15. Raman Dixit. ‘Naxalite Movement in India: The State’s Response.’ Journal of Defence Studies 4, no. 2, 2010. pp. 21–35.

16. For more on Salwa Judum, refer to Supreme Court of India order on Salwa Judum in Nandini Sundar & Ors v. State of Chattisgarh, 2011, available at .

17. Ushinor Majumdar. ‘Firing over the Shoulder of Splinter Groups.’ tehelka.com, 2013. .

18. In August 2013, nineteen embassies of the United States were shut down temporarily across the Middle East, Africa and South Asia due to a credible threat emanating from al-Qaeda and its affiliate organisations. This advisory, which came two years after al-Qaeda leader Osama bin laden was eliminated, is an ample testimony to the fact that removal of leaders or important operatives does not necessarily have an impact on the survivability of the organisation.

19. Aaron Mannes. ‘Testing the Snake Head Strategy: Does Killing or Capturing Its Leaders Reduce a Terrorist Group’s Activity?’ Journal of International Policy Solutions 9, no. 40, 2008, pp. 40–49.

20. For more information, refer to the party constitution, available at .

21. Ibid.

22. Times of India. ‘ULFA Chairman Arabinda Rajkhowa Held in Bangladesh.’ 3 December 2009. .

23. A. Yadav. ‘Family Grapples with Questions over Killing of Student in Encounter.’ Hindu, 6 May 2013.

24. Deepak Kumar Nayak. ‘Naxal Violence: The LWE Redux in Jharkhand.’ Institute of Peace and Conflict Studies, New Delhi, 2013. [Tienes que estar registrado y conectado para ver este vínculo]

25. Deepak Kumar Nayak. ‘Naxal Violence: The Peoples’ Liberation Front of India (PLFI) in Jharkhand.’ Institute of Peace and Conflict Studies, New Delhi, 2013. . S.V. RAGHAVAN AND V. BALASUBRAMANIYAN 76 April 2014. Volume 17. Number 63. AAKROSH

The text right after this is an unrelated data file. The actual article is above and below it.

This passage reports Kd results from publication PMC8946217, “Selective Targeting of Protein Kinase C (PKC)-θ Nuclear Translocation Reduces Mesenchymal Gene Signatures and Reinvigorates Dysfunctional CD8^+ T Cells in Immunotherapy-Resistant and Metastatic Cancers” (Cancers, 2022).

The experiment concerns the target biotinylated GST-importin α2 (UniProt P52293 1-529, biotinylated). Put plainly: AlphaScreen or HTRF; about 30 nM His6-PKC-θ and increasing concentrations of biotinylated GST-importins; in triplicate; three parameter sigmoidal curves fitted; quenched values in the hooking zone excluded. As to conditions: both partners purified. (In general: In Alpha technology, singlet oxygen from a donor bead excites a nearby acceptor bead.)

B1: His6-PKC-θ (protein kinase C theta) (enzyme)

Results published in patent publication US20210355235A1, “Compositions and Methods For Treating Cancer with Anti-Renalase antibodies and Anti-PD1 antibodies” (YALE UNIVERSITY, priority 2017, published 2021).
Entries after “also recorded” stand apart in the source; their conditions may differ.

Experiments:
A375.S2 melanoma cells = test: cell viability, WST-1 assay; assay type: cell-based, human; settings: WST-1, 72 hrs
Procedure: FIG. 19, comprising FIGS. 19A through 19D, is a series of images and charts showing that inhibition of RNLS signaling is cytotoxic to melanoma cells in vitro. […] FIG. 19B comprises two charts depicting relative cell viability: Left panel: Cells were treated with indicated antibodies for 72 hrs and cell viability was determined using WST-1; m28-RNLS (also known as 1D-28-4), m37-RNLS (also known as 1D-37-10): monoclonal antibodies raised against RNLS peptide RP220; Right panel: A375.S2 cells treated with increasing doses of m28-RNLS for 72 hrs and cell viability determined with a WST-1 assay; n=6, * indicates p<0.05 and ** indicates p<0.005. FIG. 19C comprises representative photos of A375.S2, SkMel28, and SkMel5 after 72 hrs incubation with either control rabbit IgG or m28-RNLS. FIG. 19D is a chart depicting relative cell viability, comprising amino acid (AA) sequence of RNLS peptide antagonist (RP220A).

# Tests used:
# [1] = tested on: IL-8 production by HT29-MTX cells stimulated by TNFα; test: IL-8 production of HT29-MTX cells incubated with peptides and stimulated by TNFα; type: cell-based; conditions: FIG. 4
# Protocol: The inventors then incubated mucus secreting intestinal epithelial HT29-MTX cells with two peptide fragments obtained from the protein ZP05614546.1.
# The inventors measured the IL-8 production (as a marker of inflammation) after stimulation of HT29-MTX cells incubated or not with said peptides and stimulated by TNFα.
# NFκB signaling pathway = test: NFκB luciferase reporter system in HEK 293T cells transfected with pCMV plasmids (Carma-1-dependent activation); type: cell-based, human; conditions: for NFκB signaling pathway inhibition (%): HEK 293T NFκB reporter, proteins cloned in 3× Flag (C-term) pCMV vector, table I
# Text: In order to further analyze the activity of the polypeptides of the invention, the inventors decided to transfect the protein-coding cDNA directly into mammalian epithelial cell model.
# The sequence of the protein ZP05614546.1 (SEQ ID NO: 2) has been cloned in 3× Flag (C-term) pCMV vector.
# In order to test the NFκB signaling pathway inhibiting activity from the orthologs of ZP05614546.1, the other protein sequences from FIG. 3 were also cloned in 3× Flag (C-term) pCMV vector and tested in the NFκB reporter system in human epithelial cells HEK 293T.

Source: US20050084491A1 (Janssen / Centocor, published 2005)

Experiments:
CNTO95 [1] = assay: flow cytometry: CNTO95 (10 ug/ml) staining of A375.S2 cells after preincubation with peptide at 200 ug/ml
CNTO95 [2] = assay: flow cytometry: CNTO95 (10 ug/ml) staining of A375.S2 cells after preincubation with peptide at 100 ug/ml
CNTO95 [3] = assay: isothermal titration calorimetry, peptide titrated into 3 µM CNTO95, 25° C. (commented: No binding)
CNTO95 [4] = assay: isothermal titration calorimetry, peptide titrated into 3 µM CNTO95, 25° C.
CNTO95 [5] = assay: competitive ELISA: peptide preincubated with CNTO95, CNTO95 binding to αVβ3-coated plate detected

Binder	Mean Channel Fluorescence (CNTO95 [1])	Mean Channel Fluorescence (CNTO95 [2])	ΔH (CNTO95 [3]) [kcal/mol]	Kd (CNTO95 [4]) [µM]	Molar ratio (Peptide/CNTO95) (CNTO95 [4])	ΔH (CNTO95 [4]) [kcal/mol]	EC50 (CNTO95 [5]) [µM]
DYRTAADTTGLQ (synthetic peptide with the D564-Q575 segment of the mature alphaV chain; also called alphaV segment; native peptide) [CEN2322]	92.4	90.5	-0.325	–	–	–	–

26. Paul J. Smith. ‘The Italian Red Brigades (1969—1984): Political Revolution and Threats to the State.’ In Armed Groups: Studies in National Security, Counterterrorism, and Counterinsurgency. Edited by Jeffrey H. Norwitz. Washington D.C.: US Department of Navy, 2008.

27. Leonard Weinberg and William Lee Eubank. The Rise and Fall of Italian Terrorism. Colorado: Westview Press, 1987. p. 129.

28. Ibid.

29. Ushinor Majumdar. ‘Top Maoist Leader Ganapathi Admits to Leadership Crisis in the Party.’ tehelka.com, 2013. .

30. Ministry of Home Affairs, Government of India. ‘Guidelines for Surrender cum Rehabilitation Scheme of Left Wing Extremists in the Affected Areas.’ 2013. . The government has offered surrender rewards for high-level and middle-level cadres only. Nothing has been mentioned about the lower levels, like the base force, which constitutes a major percentage of the Maoists’ membership.

31. Op Cit, n. 29.

32. India Today. ‘Surrendered Maoist Leader Gudsa Usendi was Disillusioned with the Ideology and Mindless Violence.’ 9 January 2014. .
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Bendita se la muerte, porque a nadie le concede lo que no les da a todos los demas;alabada sea la muerte que se yergue piadosa ante el hombre que ha cumplido su deber.